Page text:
Another manhwa out there, applicable to science fiction fans, is Phantom. Written by Ki-Hoon Lee, with art by Seung-Yup Cho, Phantom is the story of a cop named K in a future Seoul, where crime runs rampant on the outskirts of the city, and the interior of Seoul is run by large corporations with their hands in all the right government pockets. K lives his life without questioning the system, working as a pilot in a gigantic humanoid machine stopping crime. However, after one of the terrorists attacking the corporations continues to evade him, his frustration leads to cracks in his unquestioning faith in the system. When he sees this same terrorists, who (of course) turns out to be a beautiful woman, about to be murdered by corporation agents, K leaves his role as cop and finds himself trapped between a organization he has been told his whole life is a hot bed of terrorism, and a government that doesn’t waqnt him to return to his normal life.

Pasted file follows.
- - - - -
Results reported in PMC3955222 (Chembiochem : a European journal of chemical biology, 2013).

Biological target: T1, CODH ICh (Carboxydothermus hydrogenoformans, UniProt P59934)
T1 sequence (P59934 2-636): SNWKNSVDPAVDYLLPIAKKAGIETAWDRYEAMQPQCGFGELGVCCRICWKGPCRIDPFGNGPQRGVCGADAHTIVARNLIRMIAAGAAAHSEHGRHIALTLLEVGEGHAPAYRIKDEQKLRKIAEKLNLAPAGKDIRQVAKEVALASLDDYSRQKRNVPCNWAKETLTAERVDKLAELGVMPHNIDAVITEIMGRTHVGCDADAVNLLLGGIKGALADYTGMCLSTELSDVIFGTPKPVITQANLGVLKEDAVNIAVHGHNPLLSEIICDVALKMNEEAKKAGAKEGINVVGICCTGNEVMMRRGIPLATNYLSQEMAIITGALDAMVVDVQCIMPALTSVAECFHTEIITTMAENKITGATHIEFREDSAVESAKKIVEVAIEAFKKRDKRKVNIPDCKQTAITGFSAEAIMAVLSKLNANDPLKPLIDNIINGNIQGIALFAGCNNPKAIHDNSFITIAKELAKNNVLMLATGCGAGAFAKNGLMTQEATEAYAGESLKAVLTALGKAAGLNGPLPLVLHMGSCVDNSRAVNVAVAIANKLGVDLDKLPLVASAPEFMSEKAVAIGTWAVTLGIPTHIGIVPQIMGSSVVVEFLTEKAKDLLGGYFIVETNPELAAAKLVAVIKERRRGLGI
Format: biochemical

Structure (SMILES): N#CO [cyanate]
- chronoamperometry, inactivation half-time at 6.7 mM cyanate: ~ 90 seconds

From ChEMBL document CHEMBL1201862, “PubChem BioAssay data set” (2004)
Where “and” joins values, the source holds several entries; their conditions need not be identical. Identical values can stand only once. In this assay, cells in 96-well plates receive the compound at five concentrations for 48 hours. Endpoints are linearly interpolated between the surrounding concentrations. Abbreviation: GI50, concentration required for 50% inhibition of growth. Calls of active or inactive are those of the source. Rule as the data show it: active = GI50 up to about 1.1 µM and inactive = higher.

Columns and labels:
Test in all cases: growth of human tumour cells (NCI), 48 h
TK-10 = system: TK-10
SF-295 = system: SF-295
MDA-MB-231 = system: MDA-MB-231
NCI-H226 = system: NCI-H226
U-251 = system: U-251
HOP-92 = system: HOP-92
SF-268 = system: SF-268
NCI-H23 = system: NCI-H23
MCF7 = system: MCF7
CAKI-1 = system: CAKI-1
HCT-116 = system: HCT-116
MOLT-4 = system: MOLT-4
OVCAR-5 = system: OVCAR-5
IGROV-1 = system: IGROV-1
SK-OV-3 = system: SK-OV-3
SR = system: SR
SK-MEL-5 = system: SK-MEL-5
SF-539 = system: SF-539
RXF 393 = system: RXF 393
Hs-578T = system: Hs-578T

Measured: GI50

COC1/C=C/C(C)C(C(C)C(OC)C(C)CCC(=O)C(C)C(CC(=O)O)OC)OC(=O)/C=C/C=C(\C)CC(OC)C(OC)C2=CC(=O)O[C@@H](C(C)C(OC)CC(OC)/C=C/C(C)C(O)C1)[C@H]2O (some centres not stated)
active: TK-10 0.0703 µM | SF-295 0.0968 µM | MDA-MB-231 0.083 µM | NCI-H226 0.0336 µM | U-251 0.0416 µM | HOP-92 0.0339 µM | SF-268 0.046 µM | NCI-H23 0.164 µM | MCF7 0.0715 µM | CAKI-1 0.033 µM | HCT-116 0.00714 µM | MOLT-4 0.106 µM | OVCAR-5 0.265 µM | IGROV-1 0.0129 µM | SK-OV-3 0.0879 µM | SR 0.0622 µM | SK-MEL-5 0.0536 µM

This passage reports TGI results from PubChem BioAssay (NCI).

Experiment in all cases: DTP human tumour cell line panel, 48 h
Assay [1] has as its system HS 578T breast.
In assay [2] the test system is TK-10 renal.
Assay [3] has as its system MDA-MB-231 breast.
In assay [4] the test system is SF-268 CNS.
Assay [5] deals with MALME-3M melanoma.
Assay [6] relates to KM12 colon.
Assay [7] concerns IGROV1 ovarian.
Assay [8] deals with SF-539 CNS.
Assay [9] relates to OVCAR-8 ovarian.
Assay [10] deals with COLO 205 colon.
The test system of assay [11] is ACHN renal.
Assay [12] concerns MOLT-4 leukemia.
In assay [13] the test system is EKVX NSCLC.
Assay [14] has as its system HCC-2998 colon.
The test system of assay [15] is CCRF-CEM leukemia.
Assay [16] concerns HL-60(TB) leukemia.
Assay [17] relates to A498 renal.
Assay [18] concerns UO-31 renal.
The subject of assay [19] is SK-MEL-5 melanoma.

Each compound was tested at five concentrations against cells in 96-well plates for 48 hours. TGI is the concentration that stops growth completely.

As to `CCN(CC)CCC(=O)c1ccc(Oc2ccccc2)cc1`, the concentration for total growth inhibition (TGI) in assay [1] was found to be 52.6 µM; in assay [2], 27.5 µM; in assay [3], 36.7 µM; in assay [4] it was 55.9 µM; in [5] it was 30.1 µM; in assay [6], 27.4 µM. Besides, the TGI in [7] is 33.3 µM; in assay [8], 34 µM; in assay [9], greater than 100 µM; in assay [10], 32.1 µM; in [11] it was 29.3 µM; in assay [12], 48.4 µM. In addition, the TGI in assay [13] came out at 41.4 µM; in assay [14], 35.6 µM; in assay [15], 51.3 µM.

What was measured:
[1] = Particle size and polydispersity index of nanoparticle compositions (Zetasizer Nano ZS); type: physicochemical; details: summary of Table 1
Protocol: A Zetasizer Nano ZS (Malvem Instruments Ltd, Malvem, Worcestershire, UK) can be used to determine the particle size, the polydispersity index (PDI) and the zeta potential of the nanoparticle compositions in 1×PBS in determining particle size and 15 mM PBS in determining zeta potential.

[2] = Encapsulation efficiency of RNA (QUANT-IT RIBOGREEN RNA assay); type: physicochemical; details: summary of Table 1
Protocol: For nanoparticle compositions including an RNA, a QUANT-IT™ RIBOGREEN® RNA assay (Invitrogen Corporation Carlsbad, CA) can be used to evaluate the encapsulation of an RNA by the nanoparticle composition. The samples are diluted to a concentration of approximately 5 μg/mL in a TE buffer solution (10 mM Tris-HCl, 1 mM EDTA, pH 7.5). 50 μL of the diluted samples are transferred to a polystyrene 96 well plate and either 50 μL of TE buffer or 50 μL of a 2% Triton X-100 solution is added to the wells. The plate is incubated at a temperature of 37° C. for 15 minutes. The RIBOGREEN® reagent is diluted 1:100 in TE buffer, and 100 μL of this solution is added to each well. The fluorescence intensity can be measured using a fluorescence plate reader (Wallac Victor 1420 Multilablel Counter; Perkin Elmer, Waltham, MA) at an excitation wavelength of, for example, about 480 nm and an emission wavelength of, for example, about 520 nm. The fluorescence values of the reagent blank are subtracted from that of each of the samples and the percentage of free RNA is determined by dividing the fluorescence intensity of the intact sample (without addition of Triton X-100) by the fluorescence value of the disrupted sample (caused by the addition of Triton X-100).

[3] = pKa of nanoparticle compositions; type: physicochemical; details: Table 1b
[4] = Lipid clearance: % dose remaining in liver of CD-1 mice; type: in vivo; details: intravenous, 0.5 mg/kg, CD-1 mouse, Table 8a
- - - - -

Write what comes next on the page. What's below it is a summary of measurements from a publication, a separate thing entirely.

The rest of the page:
The focus on the large machines is one that masy only appeal to a certain crowd of people (those who enjoyed Robotech, Gundam, etc.), but it mixes lots of action with a decent plot, and is a ton of fun to read.Fans of near future science fiction, anti-establishment fiction, and lots of explosions will find much to enjoy here.

Phantom doesn’t try for deep musings on the abuse of power in government, or the true meaning of “terrorist.” It simply focuses on big machines beating each other to pieces, and the relationship trauma K goes through as everything he cares about is taken from him. Phantom isn’t necessarily “great” comics work, but it isn’t trying to be, and it doesn’t need to be. It wants to be fast-paced, action-packed, and fun, and it achieves all of this is spades.

The English translation was being published by TokyoPop, which recently shut down. This means that for a very limited time, these volumes are dirt cheap on Amazon, so don’t wait to check out this series.